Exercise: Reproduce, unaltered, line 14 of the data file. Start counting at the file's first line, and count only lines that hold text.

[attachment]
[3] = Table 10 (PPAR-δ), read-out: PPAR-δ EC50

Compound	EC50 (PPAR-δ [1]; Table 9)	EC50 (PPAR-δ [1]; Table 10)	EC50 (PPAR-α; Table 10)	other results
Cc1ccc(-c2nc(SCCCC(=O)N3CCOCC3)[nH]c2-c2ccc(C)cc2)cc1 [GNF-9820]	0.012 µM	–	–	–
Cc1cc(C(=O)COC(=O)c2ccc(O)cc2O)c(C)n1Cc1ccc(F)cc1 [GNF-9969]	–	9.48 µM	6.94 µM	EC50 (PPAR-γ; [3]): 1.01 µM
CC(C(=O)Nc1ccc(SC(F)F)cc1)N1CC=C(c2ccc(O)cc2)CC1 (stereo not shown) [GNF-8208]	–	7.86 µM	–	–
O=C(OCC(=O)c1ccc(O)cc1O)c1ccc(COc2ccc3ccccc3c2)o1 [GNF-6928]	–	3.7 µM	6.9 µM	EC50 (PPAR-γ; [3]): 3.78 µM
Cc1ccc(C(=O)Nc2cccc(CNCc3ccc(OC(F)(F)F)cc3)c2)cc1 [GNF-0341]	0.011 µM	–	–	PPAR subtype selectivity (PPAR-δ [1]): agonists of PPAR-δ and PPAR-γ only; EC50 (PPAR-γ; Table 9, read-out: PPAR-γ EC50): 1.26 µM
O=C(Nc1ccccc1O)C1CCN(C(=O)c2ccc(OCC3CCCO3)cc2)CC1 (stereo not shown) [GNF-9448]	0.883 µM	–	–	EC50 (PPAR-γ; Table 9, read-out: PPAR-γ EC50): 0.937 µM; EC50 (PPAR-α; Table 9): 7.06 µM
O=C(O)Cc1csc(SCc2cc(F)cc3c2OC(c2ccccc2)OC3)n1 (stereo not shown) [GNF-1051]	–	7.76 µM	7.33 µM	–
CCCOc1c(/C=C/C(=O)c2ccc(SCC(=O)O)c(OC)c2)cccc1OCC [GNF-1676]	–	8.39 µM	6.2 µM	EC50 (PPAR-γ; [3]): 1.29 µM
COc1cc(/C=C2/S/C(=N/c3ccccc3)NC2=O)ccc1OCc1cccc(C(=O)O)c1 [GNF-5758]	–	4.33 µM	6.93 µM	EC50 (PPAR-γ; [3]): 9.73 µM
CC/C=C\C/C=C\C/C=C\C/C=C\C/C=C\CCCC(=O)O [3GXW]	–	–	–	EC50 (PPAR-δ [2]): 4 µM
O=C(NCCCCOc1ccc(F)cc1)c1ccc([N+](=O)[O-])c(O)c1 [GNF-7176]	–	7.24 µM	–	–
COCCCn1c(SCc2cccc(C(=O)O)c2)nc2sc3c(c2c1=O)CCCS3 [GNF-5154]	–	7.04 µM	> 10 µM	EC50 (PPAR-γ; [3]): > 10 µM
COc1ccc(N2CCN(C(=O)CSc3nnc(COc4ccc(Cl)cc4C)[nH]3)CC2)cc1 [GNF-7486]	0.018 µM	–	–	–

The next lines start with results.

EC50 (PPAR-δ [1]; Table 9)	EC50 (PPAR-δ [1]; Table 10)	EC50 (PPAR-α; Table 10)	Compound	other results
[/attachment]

COCCCn1c(SCc2cccc(C(=O)O)c2)nc2sc3c(c2c1=O)CCCS3 [GNF-5154]	–	7.04 µM	> 10 µM	EC50 (PPAR-γ; [3]): > 10 µM